My country is burning, my other country is burning, the world is burning, the top of head is burning, here, now. And here I am grading? Somehow I am.

What the fuck is this world.

Calling my congressman does not feel sufficient. Waving a sign in a crowd does not feel sufficient. Okay nothing feels sufficient. Calling and waving do not feel me. What does then. You don’t do that, those, what are you going to do?


Sorry for the jargon folks. The Four Bodhisattva Vows, as I first learned them, and still most to heart know them –

Sentient beings are numberless, I vow to save them.
Desires are inexhaustible, I vow to put an end to them.
Dharma gates are boundless, I vow to enter them.
Buddha’s way is unattainable, I vow to master it.

Bodhisattva = enlightening being. One who puts her enlightenments aside indefinitely, even if that’s forevers, to further the enlightenment of all the others.

My Q, and it burns, is how’s it function in this present sitch. Cuz DT, that whole coterie, they sentient beings too. They can sign executive orders, definitive evidence of sentience. Save them too? Sheeeeee-it.


Don’t believe in hell as a later place. It’s where they are now.

Trump and the Diamond Sutra (I)

Worst case seems to be our case. Men of great sudden power – worldly power, outer power, power a manifestly decrepit political process has bestowed on them – are telling the media they are enemy and should just shut up. Are reinstituting torture at secret sites overseas. Are abhorring abortion abroad to placate a domestic audience though that jacks up illegal unsafe abortions in the Third World, and deaths by. Are waving threats of no-more-money at cities havening immigrants doing work few else want to and their DACA children, some my own very students. Oh if I keep listing I’ll never be done. The Constitution, frail bulwark, cries to think what comes next.

I’m not a marcher. Don’t like slogans, crowds, group thought. Guess I could suspend that, and may, for the import of opposing. Cuz this is real real bad.

Want to know what inner power is. Have started reading the Diamond Sutra again, Red Pine’s translation, thought I touched something in these lines:

After crossing his legs and adjusting his body, he turned his awareness to what was before him.

At the start of the sutra. Don’t feel qualified to comment on them, but what I hear is, the Buddha is in a body. And wholly in it. He needs to attend to it and knows it. Maybe his knee hurts, so he adjusts. He was out in the city begging for his one meal, walking barefoot, he’s an old guy by now, maybe his knee or his insole hurts. He adjusts his body. Doesn’t blame anyone for his discomfort, just does what he can to lessen it, and moves along. No arrogance.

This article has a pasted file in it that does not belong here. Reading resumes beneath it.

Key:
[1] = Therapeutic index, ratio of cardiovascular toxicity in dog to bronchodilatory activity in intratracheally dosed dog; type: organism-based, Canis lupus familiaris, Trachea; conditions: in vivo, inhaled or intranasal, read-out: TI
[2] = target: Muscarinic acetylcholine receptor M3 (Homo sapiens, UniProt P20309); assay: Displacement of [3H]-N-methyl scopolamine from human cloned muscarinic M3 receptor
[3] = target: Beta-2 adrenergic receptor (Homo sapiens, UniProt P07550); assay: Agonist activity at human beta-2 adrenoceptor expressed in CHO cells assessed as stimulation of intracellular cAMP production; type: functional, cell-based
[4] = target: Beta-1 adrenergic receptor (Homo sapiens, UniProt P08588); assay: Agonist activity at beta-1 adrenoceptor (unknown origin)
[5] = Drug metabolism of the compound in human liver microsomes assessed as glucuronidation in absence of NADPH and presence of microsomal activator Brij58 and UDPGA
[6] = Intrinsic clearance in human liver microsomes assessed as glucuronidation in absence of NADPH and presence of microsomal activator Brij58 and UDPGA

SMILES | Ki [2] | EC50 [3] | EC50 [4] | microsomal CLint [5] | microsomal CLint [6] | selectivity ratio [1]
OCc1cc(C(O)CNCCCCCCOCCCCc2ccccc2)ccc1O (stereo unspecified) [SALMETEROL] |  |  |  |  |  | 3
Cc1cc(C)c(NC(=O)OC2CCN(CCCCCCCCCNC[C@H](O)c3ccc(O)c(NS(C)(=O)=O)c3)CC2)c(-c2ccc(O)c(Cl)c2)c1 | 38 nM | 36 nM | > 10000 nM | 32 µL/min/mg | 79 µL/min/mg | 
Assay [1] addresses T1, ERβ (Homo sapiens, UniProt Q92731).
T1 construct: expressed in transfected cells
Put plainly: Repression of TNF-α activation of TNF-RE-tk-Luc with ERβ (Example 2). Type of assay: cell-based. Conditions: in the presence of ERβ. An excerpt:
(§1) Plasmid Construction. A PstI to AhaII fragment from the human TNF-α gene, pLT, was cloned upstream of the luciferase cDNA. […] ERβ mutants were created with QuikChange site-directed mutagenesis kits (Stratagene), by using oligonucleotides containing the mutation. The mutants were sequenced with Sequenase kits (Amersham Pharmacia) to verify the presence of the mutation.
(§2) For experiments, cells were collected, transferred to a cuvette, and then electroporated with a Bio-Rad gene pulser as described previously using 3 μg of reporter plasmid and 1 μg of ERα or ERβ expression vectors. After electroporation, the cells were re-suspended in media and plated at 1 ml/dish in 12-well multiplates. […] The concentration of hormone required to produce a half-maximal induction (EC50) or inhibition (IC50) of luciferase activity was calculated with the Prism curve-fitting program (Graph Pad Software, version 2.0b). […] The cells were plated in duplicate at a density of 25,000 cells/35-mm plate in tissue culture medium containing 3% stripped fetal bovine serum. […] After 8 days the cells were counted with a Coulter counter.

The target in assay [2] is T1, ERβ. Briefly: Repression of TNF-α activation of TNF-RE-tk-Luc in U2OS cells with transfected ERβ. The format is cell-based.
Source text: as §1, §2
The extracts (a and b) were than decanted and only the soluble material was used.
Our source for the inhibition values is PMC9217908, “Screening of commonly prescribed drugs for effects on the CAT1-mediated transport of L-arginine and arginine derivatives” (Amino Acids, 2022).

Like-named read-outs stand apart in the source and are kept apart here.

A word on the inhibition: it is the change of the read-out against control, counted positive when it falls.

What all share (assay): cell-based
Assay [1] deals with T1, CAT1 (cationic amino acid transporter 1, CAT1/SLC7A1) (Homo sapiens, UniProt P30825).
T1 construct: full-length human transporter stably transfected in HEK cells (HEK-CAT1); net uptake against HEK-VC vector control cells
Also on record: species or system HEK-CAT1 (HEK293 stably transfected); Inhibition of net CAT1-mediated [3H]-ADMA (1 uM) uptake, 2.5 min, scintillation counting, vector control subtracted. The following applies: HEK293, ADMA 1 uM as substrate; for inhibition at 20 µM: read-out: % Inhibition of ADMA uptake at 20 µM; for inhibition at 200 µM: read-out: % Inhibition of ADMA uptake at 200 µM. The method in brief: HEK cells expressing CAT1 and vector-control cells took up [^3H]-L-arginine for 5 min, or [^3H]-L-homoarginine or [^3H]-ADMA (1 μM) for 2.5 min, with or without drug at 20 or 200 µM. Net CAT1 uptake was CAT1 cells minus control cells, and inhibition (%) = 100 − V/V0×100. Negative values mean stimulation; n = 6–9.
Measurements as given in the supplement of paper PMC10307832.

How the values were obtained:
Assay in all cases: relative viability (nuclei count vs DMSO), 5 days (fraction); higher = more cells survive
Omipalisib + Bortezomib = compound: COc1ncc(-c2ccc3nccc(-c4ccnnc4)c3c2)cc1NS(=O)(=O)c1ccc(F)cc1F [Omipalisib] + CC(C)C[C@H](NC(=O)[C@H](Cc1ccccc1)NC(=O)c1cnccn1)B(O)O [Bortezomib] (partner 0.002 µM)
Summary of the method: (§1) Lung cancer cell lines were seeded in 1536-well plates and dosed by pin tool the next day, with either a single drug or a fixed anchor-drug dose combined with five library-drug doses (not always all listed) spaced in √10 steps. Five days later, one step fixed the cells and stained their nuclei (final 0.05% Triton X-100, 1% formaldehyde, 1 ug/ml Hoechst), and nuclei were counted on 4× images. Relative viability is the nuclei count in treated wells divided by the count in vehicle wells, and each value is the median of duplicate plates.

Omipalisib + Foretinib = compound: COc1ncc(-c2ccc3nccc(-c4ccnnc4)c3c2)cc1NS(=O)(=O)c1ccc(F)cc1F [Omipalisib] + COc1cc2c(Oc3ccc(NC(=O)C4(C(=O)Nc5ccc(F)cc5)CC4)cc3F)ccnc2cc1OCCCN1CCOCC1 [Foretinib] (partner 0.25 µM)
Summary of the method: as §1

No blame. Turns his care to what needs looking after – what was before him. Is human, not a god, not omniscient, it takes a choice and a turn to locate his mind here, in mindfulness. But he can, and because he’s love, he does.

What answer does this offer to Trump, at the apparent dawn of proto-fascism in a capital empty of competent political opposition? I think maybe none.

Nor am I helping the petitioners, demonstrators, agitators, and such, whom I admire lots and am glad for greatly but find I am not one of, much.

The only answer I know to the sickness of outer power is cultivation of inner power. I have not heard a resonant response to the ill spreading among us anywhere except in buddhadharma. Which I don’t understand, and tells me nothing specific about how to act.

And, too, I reject quietism.

Thus astray, as I dive into the Diamond Sutra, I may post a few of my misprisions here. Will share by tweet in case lonely sleepless sad POTUS eavesdrops.


NEXT DAY. This post started to turn to crap. Had I had a beer too many? (Been through a breakup, second time round with the same o so lovely heartful hurted beloved, some beers is cheery to me.) Maybe I just lost the bead.

“Group thought,” that’s out, everything I’ve heard about the Women’s Marches, they were astonishing harmonious various, true response, right action.

“I have not heard …,” that out. Soon as I said it, started hearing fierce meaningful responses all over. L. in Portland sent this from HuffPo on ethnographic blogging, its quilting of irreducibly multiple voices, as resistance to the One Voice of the State. Adam Gopnik’s annoying fondness for the sleek epigram has transmuted under a new pressure to become a majestic voice of true opposition. He wrote this in the New Yorker, from which a taste:

Whenever there is an authoritarian coup rooted in an irrational ideology, well-meaning people insist that it can’t persist because the results are going to be so obviously bad for the people who believe in it, whether it’s the theocratic revolution in Iran or the first truly autocratic Administration in America. Tragically, terribly, this is never the way it works. There is no political cost for Trump in being seen to be incompetent, impulsive, shallow, inconsistent, and contemptuous of truth and reason. Those are his politics. This is how he achieved power. His base loves craziness, incompetence, and contempt for reason because sanity, competence, and the patient accumulation of evidence are things that allow educated people to pretend that they are superior. Resentment comes before reason.